Freezing Fingers, Toasted Toes: Heating in America

January 28th, 2013

By Anne Dealy, Director of Education and Public Information



Andes Stoves were produced in Geneva for heating and cooking, 1890.

This year in Geneva we got our first real snow of the season just before Christmas. Some were surely happy to have a white Christmas. Others were reminded of why they want to move south. Now begins the season of complaints; complaints about snow and cold, slippery roads, chilly drafts and our bulky clothes. As one who spends six months of the year trying to get my hands and feet warm, I long for the heat of summer time. Despite my discomfort, I am eternally grateful for my life in a time of central heating. I am quite certain I would never have been warm in the years before its advent, for a comfortable house in winter was a rare thing in much of the United States prior to the late 19th century. According to the English traveler Margaret Hunter Hall, who visited Cayuga, NY in 1827, American houses were built “expressly for summer, without the slightest reference to the six months’ winter that they suffer.” (G, p.183). Those of us who spend our days in old houses like Rose Hill Mansion and the Prouty-Chew House know how uncomfortable they can be in winter. Even today, their large rooms, high ceilings, and many windows make them chilly and drafty.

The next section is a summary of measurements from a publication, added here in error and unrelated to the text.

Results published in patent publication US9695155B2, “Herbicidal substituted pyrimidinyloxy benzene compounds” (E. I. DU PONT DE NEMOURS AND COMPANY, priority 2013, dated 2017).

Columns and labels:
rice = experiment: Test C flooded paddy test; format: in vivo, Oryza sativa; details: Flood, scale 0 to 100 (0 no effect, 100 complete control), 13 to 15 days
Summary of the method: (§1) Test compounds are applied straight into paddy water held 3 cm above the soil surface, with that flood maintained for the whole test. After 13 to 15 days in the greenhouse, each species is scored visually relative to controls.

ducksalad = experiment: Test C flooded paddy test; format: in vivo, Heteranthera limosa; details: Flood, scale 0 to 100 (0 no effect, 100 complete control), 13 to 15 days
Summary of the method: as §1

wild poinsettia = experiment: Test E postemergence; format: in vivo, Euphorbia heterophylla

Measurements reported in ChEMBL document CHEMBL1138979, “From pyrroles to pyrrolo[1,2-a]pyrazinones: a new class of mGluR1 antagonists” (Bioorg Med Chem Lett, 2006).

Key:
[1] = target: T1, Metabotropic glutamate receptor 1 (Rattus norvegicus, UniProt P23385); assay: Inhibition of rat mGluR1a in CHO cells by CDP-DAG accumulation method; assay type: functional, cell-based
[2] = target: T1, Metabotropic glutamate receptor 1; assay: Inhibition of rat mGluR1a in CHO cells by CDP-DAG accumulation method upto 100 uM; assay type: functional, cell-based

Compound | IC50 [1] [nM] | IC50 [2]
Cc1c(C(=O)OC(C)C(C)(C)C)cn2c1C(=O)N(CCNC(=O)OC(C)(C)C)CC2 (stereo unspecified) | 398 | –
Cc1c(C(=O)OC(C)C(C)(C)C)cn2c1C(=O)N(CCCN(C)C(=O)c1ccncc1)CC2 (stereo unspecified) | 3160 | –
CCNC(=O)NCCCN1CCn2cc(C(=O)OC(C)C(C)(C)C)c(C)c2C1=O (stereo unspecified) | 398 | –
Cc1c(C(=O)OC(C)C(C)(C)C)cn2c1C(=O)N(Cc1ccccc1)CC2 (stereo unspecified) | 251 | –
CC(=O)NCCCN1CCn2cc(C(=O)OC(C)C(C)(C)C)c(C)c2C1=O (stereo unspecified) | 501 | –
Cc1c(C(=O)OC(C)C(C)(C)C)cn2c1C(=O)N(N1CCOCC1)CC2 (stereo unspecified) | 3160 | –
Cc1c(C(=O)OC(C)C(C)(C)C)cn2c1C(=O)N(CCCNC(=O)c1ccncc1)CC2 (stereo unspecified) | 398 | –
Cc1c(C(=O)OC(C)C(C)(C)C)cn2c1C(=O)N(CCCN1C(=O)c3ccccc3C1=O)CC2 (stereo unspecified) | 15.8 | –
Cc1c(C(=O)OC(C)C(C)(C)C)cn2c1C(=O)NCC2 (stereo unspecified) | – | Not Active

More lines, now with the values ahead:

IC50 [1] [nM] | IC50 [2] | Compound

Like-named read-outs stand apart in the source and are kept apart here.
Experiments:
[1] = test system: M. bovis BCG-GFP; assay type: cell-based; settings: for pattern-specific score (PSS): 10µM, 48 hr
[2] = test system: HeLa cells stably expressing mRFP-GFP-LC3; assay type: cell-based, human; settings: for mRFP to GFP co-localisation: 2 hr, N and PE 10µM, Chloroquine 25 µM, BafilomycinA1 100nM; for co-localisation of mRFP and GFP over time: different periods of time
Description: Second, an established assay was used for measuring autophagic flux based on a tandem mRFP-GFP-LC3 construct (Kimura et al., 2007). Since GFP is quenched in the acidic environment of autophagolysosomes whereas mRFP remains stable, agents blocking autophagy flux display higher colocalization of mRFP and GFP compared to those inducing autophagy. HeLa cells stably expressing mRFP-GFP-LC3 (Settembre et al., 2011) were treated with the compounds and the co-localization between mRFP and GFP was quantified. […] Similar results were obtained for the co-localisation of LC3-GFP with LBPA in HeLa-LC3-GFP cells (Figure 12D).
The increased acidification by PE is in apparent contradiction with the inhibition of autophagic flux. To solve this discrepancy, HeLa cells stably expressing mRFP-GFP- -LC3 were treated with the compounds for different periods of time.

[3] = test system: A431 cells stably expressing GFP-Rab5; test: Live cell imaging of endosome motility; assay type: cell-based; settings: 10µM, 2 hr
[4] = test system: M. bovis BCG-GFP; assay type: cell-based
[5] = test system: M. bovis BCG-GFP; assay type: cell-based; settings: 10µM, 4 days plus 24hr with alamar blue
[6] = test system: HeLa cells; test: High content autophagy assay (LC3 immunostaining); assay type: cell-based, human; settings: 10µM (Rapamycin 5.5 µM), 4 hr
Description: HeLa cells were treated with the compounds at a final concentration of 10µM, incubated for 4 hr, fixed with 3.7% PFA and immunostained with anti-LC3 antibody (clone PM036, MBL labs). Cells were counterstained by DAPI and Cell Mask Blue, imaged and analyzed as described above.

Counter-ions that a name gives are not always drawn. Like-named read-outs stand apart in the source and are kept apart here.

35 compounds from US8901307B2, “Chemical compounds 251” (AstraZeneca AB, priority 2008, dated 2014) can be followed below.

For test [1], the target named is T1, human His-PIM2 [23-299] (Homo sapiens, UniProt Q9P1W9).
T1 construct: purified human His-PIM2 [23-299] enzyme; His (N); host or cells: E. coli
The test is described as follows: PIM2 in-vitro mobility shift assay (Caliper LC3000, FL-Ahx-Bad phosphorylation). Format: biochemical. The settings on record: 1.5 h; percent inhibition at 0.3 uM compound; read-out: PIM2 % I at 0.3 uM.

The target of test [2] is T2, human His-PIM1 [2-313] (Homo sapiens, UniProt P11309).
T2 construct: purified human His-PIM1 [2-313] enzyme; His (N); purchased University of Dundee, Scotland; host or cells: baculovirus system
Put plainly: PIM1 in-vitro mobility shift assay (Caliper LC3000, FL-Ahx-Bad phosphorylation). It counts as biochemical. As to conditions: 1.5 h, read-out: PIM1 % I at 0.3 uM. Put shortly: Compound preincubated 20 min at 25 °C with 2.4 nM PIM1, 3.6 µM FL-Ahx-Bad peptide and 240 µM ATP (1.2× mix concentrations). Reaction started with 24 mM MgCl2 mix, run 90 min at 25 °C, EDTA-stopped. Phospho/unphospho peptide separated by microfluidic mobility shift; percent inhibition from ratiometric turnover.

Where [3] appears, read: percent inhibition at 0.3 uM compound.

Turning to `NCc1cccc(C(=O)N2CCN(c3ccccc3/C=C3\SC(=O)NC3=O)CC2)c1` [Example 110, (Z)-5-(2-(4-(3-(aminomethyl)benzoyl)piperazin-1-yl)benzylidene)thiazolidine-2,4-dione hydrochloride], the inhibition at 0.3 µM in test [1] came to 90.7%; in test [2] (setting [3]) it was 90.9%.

According to Priscilla Brewer’s book From Fireplace to Cookstove: Technology and the Domestic Ideal, most early Americans followed the English example, heating their homes with fireplaces. The biggest drawback to fireplaces, then as now, is that most of the fire’s heat escapes through the chimney. Sitting by the fire meant a comfortable front and a cold backside. In northern European countries like Holland and Germany, wood burning stoves were commonly used beginning in the 1600s. Stoves gave greater heat for less wood, an important consideration in Europe, where wood was scarce and costly by this time. For several reasons, including their milder climate, the English did not embrace this new technology, preferring “the cheerful flicker…of a fire” (Brewer, p. 24). The frontier colonists in America were too busy clearing land and establishing settlements, to concern themselves much with comfort and convenience. They followed the practice of their native land, building houses with fireplaces intended to warm the person, not the room; the idea being that if you got cold you went over and warmed up by the fire. As a result, houses in North America were rarely warm in winter, and families confined themselves to one or two rooms for the long cold winters.

Lynch and Trenor: cash paid for pot and pearl ashes.

1806 Geneva newspaper advertisement offering cash for wood ashes.

Brewer indicates that in 1800 the typical American family burned 18-20 cords of firewood a year to heat their home. Inhabiting a country rich in forested land, Americans used up wood at rates that shocked Europeans. In newly settled areas, there was so much wood and so few people to clear it that wasteful practices became the norm. Wanting to clear land quickly, settlers often burned forests, ridding themselves of the trees and producing potash, a valuable compound used as a fertilizer and in the manufacture of glass. Geneva’s newspapers of the early 1800s are full of offers to pay scarce cash for wood ashes. Highly profitable, potash production was a major driver of deforestation on the New York frontier in the late 18th and early 19th century. With wood plentiful, there was little incentive to economize or improve heating efficiency.